Layer2 / MAC Addresses

IXP Manager has support for layer2 / MAC addresses in two ways:

  1. MAC Addresses: a read-only table via an admin menu option called MAC Addresses which lists entries from a database of MAC addresses which are sourced via a script from the IXP's switches directly. (Available since version 3.x).
  2. Layer2 Addresses: a managed table of layer2 addresses, viewed by the admin menu option Layer2 Addresses. These are assigned by IXP administrators on a per VLAN interface basis. (Available since version 4.4).

Layer2 Addresses

In early 2017, INEX migrated its primary peering LAN from a flat layer2 with spanning tree design to a VxLAN set-up with automation via Salt and Napalm (we will insert references to presentations here once we complete all required functionality).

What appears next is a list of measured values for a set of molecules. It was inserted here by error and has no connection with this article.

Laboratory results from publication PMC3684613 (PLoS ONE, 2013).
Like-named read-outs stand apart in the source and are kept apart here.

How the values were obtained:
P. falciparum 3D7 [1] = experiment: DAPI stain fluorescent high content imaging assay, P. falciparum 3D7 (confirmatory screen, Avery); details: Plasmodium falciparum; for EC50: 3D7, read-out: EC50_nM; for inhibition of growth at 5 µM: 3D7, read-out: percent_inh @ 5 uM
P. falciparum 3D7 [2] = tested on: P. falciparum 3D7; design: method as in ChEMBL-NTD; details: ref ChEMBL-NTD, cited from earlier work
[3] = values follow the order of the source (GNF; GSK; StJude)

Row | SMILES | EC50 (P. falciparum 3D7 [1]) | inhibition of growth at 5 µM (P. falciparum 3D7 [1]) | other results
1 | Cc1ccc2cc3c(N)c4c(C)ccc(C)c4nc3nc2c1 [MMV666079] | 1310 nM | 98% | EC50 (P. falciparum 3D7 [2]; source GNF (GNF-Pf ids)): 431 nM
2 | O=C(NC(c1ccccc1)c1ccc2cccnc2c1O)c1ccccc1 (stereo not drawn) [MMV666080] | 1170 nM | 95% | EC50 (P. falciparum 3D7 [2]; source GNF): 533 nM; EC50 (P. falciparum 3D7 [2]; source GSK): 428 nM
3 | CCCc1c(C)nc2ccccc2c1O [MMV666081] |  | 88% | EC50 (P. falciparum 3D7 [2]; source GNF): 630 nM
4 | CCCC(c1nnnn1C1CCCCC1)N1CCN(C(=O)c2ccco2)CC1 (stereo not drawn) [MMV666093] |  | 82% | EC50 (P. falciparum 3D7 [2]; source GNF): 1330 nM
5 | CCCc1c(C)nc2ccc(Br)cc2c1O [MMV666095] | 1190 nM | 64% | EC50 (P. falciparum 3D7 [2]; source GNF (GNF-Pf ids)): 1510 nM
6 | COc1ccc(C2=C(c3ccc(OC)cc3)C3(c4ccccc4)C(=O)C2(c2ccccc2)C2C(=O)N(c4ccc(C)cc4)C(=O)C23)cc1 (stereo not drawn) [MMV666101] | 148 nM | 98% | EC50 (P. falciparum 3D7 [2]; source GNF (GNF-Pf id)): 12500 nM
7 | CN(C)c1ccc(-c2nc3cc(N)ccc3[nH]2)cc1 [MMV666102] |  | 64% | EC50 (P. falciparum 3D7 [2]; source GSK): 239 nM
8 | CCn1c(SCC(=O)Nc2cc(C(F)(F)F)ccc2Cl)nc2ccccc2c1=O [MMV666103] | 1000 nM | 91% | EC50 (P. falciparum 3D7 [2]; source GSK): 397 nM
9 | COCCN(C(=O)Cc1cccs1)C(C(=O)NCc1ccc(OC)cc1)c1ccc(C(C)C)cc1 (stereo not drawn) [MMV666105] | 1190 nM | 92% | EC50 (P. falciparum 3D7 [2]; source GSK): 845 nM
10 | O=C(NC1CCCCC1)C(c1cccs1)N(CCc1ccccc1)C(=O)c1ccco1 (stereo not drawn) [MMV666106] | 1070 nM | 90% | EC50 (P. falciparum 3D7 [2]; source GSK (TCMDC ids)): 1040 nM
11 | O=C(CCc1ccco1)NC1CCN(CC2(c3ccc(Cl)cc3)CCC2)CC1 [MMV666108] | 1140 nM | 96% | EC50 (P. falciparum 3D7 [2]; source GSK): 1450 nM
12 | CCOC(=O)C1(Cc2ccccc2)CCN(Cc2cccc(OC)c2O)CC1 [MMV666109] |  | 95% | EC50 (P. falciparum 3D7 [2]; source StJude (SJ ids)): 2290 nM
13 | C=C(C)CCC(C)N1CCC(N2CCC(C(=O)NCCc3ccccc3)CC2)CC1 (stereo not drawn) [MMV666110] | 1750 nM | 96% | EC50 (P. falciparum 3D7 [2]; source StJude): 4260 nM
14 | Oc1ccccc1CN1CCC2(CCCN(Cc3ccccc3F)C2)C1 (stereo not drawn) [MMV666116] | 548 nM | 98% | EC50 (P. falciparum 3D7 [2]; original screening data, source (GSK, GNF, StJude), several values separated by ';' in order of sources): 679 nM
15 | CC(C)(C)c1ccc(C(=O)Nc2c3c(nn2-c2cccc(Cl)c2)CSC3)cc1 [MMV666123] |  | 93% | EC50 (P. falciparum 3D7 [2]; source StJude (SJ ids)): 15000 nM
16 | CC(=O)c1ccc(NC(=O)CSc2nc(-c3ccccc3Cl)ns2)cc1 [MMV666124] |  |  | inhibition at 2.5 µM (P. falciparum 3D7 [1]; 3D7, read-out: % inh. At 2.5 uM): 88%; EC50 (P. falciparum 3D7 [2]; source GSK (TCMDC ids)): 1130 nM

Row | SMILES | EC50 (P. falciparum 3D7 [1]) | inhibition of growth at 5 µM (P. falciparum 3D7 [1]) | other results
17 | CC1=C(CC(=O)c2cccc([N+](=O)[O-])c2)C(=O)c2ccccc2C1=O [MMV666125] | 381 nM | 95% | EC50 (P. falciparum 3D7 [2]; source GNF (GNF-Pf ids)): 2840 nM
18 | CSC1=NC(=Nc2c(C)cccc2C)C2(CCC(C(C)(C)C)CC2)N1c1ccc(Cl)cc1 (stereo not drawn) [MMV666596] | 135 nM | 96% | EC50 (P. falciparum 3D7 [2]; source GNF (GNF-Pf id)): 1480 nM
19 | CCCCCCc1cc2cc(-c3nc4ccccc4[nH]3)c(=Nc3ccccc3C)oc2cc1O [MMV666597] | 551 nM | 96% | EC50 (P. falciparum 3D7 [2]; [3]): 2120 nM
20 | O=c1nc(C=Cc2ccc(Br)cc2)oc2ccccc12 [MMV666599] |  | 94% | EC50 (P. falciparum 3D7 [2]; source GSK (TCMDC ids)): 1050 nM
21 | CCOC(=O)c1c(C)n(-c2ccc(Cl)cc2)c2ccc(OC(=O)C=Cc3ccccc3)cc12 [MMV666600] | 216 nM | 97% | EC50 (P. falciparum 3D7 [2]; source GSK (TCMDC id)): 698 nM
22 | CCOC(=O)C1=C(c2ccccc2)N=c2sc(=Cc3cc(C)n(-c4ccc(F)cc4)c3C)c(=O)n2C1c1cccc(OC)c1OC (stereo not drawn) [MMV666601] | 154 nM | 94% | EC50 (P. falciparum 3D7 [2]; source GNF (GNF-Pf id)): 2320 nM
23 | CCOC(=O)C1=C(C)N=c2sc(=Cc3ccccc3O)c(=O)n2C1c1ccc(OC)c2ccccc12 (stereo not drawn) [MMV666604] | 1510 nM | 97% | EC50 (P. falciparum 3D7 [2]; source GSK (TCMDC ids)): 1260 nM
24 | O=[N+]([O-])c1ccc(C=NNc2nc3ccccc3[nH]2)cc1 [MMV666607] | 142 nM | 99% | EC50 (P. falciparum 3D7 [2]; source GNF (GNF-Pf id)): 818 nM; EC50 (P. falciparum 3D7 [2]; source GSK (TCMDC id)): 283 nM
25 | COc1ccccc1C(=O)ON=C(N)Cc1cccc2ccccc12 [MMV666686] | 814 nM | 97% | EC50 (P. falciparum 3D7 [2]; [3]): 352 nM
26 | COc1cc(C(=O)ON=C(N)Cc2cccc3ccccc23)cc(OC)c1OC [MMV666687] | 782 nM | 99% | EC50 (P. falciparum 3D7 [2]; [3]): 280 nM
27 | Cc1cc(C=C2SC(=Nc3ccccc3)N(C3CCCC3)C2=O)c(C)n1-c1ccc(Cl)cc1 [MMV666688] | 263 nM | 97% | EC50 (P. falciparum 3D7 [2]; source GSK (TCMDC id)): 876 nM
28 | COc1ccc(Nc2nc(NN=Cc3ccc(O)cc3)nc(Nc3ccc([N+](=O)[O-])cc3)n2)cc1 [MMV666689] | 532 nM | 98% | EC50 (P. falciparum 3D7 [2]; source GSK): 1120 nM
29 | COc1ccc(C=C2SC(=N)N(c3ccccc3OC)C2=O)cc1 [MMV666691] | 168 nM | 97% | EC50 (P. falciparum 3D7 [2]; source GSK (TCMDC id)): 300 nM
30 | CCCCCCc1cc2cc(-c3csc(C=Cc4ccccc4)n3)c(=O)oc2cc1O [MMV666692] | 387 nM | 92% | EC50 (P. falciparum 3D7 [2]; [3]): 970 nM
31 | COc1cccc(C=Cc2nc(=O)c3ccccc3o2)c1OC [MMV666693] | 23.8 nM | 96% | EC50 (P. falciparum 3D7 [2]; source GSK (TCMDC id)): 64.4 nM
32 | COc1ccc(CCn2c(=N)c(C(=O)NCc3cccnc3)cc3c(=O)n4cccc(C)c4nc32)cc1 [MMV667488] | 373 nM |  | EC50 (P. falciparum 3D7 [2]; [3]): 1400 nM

Part of the requirements for this automation (and this was an existing feature request from other IXPs) was the management of layer2 addresses within IXP Manager and, rather than assigning them to a virtual interface, assign them to specific VLAN interfaces.

Outside of our automation and VxLAN, other uses included:

  1. to potentially allow members to add a MAC address during maintenance and thus have the system update a layer2 acl on the switch(es);
  2. a static maintained database of MAC addresses for EVPN;
  3. a static maintained database for lookups.

The features of this system are listed below.

Listing and Searching Existing Layer2 Addresses

There is a new menu option (left hand side menu) under MAC/L2 Addresses called Layer2 Addresses. This lists all configured layer2 addresses including the OUI manufacturer (see below), associated switch / switch port(s), customer name, IPv4 and v6 addresses. You can also: